U.S.A. –-(AmmoLand.com)- We start with this news report from KOMO news out of Seattle, Washington.
It is a little after lunchtime on a weekday. You hear banging at your front door. You recognize a voice outside so you keep your door locked. You present your firearm and retreat toward the back of your house. You call 911 and say you have an attacker beating on your front door. Police arrive and your attacker runs to the back of the house before the police arrest him.
Your attacker was beating against your front door with a two inch square metal pipe. You have a restraining order against your attacker, so the police could take him to jail. The police did not list your name in their public report, but they did mention your restraint in not shooting your attacker.
This homeowner knew she had a problem and took steps to make herself safer. She filed for, and received, a restraining order against her intruder. (The news report isn’t clear if the intruder was an ex-boyfriend or an ex-husband.) She kept her doors and windows closed and locked even during the day. She had a firearm and had thought about her defense.
For example, she stayed away from the front door. If the intruder had kicked his way through the door or window then the defender could have been overrun if she was standing directly behind the door. The door could have hit her or her attacker could have hit her before she could defend herself and stop the attack.
The locked door bought her time to grab her gun, call 911, and get the police on their way. The strong door bought her time for the police to arrive. Standing away from the door also bought her time to defend herself. Fortunately, her other defenses prevented the attacker from becoming an immediate threat.
You could ask if this was an example of using a gun for defense at all. All that our defenses can do is buy us time. A locked door will not stop someone forever. Hurricane film on a window will only buy us a few minutes. Those minutes are crucial during an attempted break-in. That extra time made the difference between having a policeman arrest our intruder outside our home, and us having to use lethal force to stop an intruder inside our home. The time we create for our defense, and the urgency of the police response, is the difference between life and death; ours and our attackers.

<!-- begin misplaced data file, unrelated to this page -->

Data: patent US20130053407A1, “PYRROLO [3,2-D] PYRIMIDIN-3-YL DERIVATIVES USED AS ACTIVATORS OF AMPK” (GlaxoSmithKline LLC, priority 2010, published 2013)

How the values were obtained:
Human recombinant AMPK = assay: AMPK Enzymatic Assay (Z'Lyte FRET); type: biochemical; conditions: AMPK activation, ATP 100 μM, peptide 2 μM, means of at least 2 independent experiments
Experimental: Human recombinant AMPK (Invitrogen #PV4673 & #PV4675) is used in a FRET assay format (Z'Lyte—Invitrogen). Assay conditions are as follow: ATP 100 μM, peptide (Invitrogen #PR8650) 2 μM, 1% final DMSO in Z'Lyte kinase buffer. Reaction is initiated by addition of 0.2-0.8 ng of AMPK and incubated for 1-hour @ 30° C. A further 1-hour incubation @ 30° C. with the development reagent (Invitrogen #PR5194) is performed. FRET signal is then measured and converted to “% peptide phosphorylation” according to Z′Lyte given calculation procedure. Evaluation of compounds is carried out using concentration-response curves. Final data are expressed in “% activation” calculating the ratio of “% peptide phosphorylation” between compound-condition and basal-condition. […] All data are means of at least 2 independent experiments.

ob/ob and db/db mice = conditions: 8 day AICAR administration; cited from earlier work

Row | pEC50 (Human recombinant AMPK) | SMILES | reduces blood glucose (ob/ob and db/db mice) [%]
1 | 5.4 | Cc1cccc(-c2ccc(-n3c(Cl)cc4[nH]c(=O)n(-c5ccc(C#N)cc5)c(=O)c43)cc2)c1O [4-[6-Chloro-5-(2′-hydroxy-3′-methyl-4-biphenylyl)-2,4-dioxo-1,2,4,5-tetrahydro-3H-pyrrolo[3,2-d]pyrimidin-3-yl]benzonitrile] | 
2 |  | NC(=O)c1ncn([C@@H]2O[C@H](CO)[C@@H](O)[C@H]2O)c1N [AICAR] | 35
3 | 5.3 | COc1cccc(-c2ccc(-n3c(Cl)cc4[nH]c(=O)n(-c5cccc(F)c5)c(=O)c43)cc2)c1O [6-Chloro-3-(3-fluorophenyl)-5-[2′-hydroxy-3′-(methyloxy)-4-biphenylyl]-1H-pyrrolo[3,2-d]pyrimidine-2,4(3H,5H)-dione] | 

Alarm systems, motion lights and strong doors bought us time. We want to spend it wisely. We probably won’t have time to run upstairs, get a gun out of the safe, load a magazine, load the gun, and then start calling the police. I carry at home.
Victims of domestic violence have been murdered in their own driveway. If it is available in your state, please get your concealed carry license so you can be armed most of the time. Some sheriffs in restrictive states can expedite your carry permit if you have an active restraining order.
Turning our house into a fortress seems too intimidating for most of us. Fortunately, we get most of the reward with the first small investments of time and money. The defense-in-the-home courses talk about where to start. Build from there a step at a time. Longer screws in our door-lock striker plates only cost a few cents. Motion-sensor lights are cheap.
Knowing what you and your family should do is invaluable. It is hard to get your young children to close and lock the doors. It is hard to teach them to keep the door locked when strangers call. Children are naturally curious to open the door and see who is there. I don’t have an easy solution to curb their impulsive curiosity. We do the best we can. Include your family in your defense plan.
This problem of home invasion by a known person is a fairly common problem. We saw domestic restraining orders issued from one to three million times a year, but the exact number is uncertain.
We know that stronger doors are cheap, but we need more. We have some mental homework to do before we hear a knock at our door. As defenders, we can make mistakes by acting too early or too late, acting too much or too little. It may be time to call the police at the mere suspicion that an attacker is headed our way. We may feel threatened when an attacker is outside our home, but the threat is not immediate and unavoidable. The situation changes dramatically if the intruder has forced his way into our home. Then, the threat may justify the use of lethal force. We want to think about it now because it is hard to think clearly when there is someone with a battering ram banging away against our front door. It is seldom justified to shoot through a door.
Most home invasion burglars will run away when they see the home is occupied. Almost all burglars will run away when they discover the homeowner is armed. That rule doesn’t hold true with domestic abusers because we are their intended target.
I’m sorry if you find yourself in a domestic abuse situation. I hope you have an experienced self-defense lawyer to call. Better yet, have a pre-paid legal plan so you’re sure to have representation before you go to court. You want your attacker in jail and you safely back at home as soon as possible.
About Rob Morse
Rob writes about gun rights at Ammoland, at Clash Daily, and on his SlowFacts blog. He hosts the Self Defense Gun Stories Podcast and co-hosts the Polite Society Podcast. Rob was an NRA pistol instructor and combat handgun competitor.
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